Friday, November 26, 2010

Revolution by Jennifer Donnelly

Andi Alpers is having a tough senior year. After the death of her brother two years ago, she has been self-medicating herself on anti-anxiety pills and has started to slack off in school. The only thing that keeps her somewhat sane is music; playing guitar, studying famous musicians, and listening to her iPod are the only things that Andi has going for her. But when her absent father discovers that Andi has been slacking off so much that she might not graduate, he takes her to Paris with him so she can work on her senior thesis. While in France, Andi discovers the diary of Alexandrine Paradis, a young girl in Revolutionary France who is the companion of the dauphin, Louis-Charles. Immediately Andi finds a connection with Alexandrine, who's love for the young prince parallels Andi's feelings about her own brother. But one night in the Catacombs makes Alexandrine's story come alive, and changes Andi forever.

I thought that Revolution was a magnificient novel. It takes two tough stories - Andi's grief and Alexandrine's suffering during the French Revolution - and makes them feel real. The stories intertwine so perfectly; nothing is rushed and the different tales are not choppy - it's almost as if they belong together. The reader is smoothly and surely drawn into both Andi and Alexandrine's worlds. Jennifer Donnelly did an amazing job of writing about the French Revolution, one of history's most interesting periods. I loved learning about this time in history class, and I felt like I had an even richer experience reading it in this context. There is so much detail and you feel as if you are there with Alexandrine, experiencing the horror of the Revolution and the Reign of Terror. At times the plot is slow-moving, but it allows for a lot of backstory and for the reader to learn about the Revolution.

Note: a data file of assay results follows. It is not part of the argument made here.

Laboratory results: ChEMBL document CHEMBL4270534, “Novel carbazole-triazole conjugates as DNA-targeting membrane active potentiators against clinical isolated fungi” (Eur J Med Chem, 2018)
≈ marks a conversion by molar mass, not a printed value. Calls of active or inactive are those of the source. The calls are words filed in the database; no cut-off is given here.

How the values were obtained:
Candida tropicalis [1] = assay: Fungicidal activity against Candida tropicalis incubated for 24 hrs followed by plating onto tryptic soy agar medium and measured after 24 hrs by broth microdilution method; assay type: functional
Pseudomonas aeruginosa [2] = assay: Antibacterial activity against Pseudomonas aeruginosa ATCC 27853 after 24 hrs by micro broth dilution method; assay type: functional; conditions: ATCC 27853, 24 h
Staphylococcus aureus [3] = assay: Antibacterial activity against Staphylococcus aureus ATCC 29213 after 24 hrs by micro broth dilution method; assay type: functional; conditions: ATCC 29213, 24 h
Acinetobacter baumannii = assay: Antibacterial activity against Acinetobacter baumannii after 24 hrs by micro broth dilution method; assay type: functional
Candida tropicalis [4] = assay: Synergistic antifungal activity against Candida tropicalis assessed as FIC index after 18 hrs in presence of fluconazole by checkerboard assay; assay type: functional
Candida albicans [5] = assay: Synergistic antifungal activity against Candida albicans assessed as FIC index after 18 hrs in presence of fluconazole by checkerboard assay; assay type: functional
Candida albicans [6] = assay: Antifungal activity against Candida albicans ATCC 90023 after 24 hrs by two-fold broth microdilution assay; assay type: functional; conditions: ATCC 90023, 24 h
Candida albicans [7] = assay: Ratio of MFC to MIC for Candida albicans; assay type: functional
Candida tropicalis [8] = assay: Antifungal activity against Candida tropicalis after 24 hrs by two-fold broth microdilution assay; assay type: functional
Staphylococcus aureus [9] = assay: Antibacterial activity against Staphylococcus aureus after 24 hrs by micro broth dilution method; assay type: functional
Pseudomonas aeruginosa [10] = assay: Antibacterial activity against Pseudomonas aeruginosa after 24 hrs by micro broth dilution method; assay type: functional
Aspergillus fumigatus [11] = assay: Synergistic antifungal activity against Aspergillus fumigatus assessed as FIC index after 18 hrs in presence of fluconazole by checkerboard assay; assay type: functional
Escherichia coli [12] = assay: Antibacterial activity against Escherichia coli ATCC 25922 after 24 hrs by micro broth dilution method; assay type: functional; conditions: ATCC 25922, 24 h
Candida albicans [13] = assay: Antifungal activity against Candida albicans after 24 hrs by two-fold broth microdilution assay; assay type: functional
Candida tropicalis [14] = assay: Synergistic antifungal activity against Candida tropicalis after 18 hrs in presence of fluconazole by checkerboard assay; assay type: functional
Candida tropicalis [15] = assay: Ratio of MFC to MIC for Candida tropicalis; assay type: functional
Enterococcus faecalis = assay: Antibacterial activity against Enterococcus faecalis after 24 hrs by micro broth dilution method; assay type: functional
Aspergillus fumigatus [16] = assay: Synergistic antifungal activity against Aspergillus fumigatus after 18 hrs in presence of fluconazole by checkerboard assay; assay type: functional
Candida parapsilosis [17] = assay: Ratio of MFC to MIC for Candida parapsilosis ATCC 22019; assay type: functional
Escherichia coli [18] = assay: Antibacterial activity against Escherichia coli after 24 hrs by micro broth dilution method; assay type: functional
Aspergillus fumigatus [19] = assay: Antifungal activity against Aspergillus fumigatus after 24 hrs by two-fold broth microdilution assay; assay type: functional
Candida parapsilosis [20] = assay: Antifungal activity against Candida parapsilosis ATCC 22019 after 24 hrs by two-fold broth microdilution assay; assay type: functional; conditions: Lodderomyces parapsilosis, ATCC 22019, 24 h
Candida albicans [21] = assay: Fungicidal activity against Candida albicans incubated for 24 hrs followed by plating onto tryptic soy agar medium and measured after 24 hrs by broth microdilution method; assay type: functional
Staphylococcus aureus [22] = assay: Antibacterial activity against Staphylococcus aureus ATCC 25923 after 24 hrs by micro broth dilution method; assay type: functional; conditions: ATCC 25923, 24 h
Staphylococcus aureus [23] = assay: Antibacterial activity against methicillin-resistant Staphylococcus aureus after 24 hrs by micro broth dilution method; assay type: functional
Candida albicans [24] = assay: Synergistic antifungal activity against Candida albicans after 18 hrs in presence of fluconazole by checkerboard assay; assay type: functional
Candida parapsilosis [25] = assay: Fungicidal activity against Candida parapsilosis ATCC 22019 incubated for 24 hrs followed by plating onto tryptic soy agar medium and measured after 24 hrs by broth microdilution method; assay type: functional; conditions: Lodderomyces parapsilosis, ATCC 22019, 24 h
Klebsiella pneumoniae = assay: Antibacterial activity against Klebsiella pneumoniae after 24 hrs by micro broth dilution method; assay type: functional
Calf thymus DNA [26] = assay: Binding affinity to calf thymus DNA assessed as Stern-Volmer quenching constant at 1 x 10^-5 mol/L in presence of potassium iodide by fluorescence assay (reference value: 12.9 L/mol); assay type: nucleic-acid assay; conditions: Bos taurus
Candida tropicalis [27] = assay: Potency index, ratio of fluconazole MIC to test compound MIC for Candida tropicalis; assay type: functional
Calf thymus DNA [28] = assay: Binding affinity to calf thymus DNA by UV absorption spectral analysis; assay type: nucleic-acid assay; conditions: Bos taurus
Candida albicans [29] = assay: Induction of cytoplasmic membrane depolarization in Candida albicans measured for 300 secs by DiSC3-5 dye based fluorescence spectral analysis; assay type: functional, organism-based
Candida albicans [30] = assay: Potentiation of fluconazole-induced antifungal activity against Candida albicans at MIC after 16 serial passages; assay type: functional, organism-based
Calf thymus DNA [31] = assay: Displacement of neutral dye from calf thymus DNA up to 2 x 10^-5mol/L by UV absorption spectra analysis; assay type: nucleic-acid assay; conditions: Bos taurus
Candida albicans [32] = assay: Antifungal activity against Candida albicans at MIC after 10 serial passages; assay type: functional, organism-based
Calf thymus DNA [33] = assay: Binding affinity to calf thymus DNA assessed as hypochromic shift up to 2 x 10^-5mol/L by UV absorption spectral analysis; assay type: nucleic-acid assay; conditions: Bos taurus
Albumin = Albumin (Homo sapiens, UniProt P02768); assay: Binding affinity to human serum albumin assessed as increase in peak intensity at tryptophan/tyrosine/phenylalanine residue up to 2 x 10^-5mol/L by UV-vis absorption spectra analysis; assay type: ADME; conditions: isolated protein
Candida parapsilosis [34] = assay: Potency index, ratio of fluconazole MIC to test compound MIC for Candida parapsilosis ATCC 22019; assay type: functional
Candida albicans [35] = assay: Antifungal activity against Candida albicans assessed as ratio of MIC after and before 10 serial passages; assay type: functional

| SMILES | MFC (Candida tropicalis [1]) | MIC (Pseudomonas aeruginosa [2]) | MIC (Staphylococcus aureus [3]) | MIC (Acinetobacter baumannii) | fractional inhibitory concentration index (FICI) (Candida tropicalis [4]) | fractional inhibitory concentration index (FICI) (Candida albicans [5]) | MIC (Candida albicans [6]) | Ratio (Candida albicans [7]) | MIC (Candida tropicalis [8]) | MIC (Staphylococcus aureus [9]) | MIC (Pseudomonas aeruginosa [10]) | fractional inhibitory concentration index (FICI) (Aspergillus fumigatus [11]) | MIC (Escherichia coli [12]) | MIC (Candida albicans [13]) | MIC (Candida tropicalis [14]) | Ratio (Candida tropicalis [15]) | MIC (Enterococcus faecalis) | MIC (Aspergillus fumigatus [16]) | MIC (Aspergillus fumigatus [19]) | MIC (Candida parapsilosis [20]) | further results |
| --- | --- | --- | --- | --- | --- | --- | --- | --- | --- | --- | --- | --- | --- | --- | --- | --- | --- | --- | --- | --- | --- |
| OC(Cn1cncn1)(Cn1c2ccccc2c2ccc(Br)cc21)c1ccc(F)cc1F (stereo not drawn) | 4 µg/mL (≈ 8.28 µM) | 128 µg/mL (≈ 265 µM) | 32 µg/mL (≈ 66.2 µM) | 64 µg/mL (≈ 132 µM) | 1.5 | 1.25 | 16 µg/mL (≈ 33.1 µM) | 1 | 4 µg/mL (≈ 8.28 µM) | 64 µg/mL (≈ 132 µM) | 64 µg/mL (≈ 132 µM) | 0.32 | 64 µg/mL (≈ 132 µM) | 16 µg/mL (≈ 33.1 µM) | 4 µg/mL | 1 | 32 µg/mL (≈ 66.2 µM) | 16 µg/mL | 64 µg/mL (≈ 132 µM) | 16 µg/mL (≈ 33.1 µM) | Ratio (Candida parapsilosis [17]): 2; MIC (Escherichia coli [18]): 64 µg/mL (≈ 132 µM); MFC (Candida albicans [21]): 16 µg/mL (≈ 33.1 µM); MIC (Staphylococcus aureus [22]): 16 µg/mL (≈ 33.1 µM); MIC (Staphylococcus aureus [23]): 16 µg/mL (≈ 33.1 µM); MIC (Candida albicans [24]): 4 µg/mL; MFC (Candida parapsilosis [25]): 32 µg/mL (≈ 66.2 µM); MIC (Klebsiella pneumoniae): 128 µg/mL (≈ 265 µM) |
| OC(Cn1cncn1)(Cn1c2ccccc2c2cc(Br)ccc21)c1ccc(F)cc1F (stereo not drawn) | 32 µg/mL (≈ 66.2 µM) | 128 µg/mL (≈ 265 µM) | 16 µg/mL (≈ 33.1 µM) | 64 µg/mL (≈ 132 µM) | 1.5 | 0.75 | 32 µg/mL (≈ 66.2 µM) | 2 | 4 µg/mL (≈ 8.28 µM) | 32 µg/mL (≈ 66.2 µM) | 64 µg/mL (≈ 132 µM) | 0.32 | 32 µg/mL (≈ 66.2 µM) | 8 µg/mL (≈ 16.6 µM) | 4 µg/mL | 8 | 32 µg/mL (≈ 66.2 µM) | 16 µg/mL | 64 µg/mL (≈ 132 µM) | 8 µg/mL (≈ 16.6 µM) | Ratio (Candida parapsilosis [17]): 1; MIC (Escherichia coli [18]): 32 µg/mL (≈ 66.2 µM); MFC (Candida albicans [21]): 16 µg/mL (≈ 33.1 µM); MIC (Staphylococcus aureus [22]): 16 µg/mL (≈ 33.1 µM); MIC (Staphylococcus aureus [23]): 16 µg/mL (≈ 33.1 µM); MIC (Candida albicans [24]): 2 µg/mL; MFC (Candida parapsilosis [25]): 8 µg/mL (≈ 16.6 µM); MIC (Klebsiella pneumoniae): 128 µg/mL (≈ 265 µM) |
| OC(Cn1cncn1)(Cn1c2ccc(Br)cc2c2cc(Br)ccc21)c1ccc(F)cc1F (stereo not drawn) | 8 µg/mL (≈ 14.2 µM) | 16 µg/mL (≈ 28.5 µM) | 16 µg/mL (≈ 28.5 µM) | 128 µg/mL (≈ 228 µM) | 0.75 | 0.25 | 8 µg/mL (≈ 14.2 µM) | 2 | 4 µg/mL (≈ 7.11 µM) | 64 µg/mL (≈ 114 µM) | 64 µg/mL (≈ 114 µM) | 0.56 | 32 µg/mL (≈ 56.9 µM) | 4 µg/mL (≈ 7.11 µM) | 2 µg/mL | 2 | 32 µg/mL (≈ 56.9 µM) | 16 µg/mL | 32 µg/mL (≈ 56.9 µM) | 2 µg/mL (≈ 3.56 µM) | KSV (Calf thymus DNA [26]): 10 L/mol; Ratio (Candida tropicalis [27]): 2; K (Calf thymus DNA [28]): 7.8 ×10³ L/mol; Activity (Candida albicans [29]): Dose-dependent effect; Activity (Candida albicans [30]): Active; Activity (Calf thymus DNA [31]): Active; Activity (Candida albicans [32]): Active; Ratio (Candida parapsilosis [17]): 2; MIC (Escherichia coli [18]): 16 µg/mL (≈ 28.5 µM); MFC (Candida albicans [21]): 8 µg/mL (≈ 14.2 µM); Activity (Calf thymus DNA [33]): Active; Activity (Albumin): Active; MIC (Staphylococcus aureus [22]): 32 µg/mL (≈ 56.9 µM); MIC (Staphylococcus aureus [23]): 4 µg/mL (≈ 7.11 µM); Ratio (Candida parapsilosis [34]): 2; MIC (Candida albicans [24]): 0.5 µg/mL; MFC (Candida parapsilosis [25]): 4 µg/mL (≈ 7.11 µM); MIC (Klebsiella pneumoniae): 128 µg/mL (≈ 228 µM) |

The parallels between Andi and Alexandrine are uncanny - their names are even an anagram - and it's as if they are the same person living in two different centuries. Andi could be a handful at times, she contemplates suicide several times throughout the novel, but she actually was a sympethic character. Alexandrine was a little more likable: in the beginning very ambitious, but at the end she is self-sacrificing, her love for the the young boy Louis-Charles taking over.

As for the writing, Revolution is truly literary in every sense of the word. There are all the literary techniques involved: symbolism, allegory, allusions. There were references to Dante's The Divine Comedy throughout the book and parallels between Andi's life as a rich New Yorker and the aristocracy of the French Revolution. I could definitely see this book becoming one used in English classrooms because the story was so rich, so complex, yet so the message so simple. All in all, Revolution was an amazing novel and I recommend that everyone go and buy it.

Rating: 10 out of 10!!
FTC: I received this book through the Flamingnet Student Review Program.

2010/Delacorte/496 pages.

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